San Francisco
area and move back to the city. It was originally suggested that the new arena would be built on the decaying sites of Piers 30–32 near the foot of the Bay Bridge, but the plan was met with opposition due to concerns about traffic, environmental impacts and obstruction of views, and in April 2014, the Warriors purchased a 12-acre site in Mission Bay as the site for a new 18,000-seat arena that they plan to have ready for the 2018–19 NBA season. The new location eliminates the need for any voter approval, which would have been required with the original site, though it had been unanimously approved by the San Francisco
San Francisco
Supervisors in November 2012. However, due to litigation filed by arena opponents, the new arena is now planned to open at the start of the 2019–2020 NBA season. The new arena will be named the Chase Center .


An interior view of Oracle Arena.

The seating capacity for basketball has been as follows:


1966–1972 13,502

1972–1973 12,905

1973–1974 13,123

1974–1976 12,787

1976–1977 13,155

1977–1980 13,237

1980–1982 13,239

1982–1984 13,335

1984–1985 13,295

1985–1986 15,011

1986–1997 15,025

1997–PRESENT 19,596


* ^ A B C https://digital.lib.washington.edu/architect/structures/7179/ * ^ Oracle Arena * ^ * ^ The Oakland/Alameda County Coliseum Arena * ^ http://www.remembertheaba.com/Oakland-Oaks.html * ^ WARRIORS: Golden State Warriors, Oracle Reach Arena Naming Rights Agreement * ^ WARRIORS: Warriors, ORACLE Formally Announce Naming Rights Agreement For ORACLE Arena * ^ \'Roaracle\' Is The Loudest NBA Arena, But Could All That Noise Affect Your Hearing? KCBS , 2015-06-04. * ^ Saracevic, Al. Explaining the \'Roaracle\' Phenomenon. San Francisco Chronicle , 2013-05-19 * ^ "Baron Davis hits last-second jumper in Warriors\' 119–117 win over Celtics". The San Francisco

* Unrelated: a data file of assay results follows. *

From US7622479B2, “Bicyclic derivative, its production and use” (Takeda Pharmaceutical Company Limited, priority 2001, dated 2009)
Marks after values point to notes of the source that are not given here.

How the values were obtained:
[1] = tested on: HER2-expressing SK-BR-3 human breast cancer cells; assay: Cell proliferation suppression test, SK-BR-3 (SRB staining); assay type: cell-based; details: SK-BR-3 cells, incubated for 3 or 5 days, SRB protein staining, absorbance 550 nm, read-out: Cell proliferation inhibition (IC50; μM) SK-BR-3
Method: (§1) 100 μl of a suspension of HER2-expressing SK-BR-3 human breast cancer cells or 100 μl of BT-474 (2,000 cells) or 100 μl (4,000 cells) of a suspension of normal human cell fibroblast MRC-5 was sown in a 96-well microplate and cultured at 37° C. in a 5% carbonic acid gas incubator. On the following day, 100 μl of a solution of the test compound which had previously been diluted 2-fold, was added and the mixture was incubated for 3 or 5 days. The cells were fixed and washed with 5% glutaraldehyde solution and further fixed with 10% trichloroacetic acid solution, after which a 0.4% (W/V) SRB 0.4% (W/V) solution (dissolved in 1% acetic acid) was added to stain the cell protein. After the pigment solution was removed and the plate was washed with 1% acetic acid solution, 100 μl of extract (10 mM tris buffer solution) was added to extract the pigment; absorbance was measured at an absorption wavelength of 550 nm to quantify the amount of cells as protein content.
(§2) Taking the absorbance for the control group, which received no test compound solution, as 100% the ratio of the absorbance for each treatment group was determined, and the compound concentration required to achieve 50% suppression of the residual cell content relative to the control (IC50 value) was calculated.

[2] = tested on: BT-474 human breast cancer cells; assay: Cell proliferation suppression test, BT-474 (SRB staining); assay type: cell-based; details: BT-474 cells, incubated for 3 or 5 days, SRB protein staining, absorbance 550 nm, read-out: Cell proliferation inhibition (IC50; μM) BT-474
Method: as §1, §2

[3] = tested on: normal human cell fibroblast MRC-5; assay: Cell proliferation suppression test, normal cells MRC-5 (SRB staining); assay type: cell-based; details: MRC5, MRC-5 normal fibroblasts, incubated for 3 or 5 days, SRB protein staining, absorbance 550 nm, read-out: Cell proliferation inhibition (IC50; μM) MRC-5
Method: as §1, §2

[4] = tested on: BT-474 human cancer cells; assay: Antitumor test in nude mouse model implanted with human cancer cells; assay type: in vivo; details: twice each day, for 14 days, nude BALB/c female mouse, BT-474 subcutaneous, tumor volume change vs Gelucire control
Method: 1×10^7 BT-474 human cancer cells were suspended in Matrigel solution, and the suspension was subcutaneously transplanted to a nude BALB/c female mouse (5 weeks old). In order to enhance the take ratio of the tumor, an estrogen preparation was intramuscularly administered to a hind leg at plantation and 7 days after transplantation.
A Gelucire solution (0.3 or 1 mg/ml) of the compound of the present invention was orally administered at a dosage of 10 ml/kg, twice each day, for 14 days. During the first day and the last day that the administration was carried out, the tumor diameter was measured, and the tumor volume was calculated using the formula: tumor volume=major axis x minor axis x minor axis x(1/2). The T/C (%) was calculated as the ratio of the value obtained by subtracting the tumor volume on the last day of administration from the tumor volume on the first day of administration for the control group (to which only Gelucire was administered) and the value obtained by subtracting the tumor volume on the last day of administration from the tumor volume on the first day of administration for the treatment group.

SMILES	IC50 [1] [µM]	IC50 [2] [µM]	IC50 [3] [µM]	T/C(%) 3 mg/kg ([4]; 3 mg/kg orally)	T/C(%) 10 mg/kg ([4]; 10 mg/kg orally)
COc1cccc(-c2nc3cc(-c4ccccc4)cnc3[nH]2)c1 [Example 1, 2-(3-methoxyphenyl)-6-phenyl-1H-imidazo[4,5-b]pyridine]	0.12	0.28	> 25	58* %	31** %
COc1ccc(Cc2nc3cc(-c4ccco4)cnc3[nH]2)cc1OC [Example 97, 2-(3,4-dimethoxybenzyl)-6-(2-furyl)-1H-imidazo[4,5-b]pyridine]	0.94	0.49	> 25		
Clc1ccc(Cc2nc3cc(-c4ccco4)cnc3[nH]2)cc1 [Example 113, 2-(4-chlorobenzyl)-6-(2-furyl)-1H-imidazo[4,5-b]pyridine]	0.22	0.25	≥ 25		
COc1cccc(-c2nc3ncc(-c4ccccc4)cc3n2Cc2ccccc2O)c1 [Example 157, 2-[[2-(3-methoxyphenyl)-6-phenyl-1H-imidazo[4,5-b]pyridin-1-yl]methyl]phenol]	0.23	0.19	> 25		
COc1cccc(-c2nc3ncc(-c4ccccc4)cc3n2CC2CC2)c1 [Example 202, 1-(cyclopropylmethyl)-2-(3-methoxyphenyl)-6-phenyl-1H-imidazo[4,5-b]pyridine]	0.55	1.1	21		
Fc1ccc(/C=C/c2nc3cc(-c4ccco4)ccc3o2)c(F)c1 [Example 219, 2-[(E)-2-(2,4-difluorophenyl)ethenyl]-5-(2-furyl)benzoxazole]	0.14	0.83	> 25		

San Francisco
Chronicle. Archived from the original on 2008-12-10. * ^ Jeff Maus (August 20, 2010). "Next for the Warriors: The Oakland Warriors? Or San Francisco
San Francisco
Bound?". Bleacher Report
Bleacher Report
. * ^ "Warriors Conclude 2016-17 Regular Season with 230 Consecutive Sellouts". www.nba.com/warriors . April 12, 2017. * ^ http://www.setlists.net/ * ^ http://www.deadlists.com/deadlists/venues.asp?order=4 * ^ A B Matier, Phillip (February 15, 2013). "Warriors to build new arena, move back to S.F.". San Francisco
San Francisco
Chronicle (SF Gate). Retrieved 8 May 2014. * ^ Knight Perrigan, Heather (May 22, 2012). "Golden State Warriors owners make a risky play". The San Francisco
San Francisco
Chronicle. Retrieved May 22, 2012. * ^ Cote, John (April 22, 2014). "Warriors shift arena plans to Mission Bay". San Francisco
San Francisco
Chronicle (SF Gate). Retrieved 1 April 2016. * ^ "Board gives Warriors\' arena initial green light". The San Francisco Chronicle. * ^ "GOLDEN STATE WARRIORS DELAY OPENING OF SAN FRANCISCO ARENA TO 2019". ABC 7 News. January 15, 2016. Retrieved 1 April 2016. * ^ Dineen, J.K. (28 January 2016). "Warriors arena to be named Chase Center — bank buys naming rights". San Francisco
San Francisco
Chronicle (SF Gate). Retrieved 1 April 2016. * ^ 2011-2012 Golden State Warriors
Golden State Warriors
Media Guide


* Official website * The Oracle Arena
Oracle Arena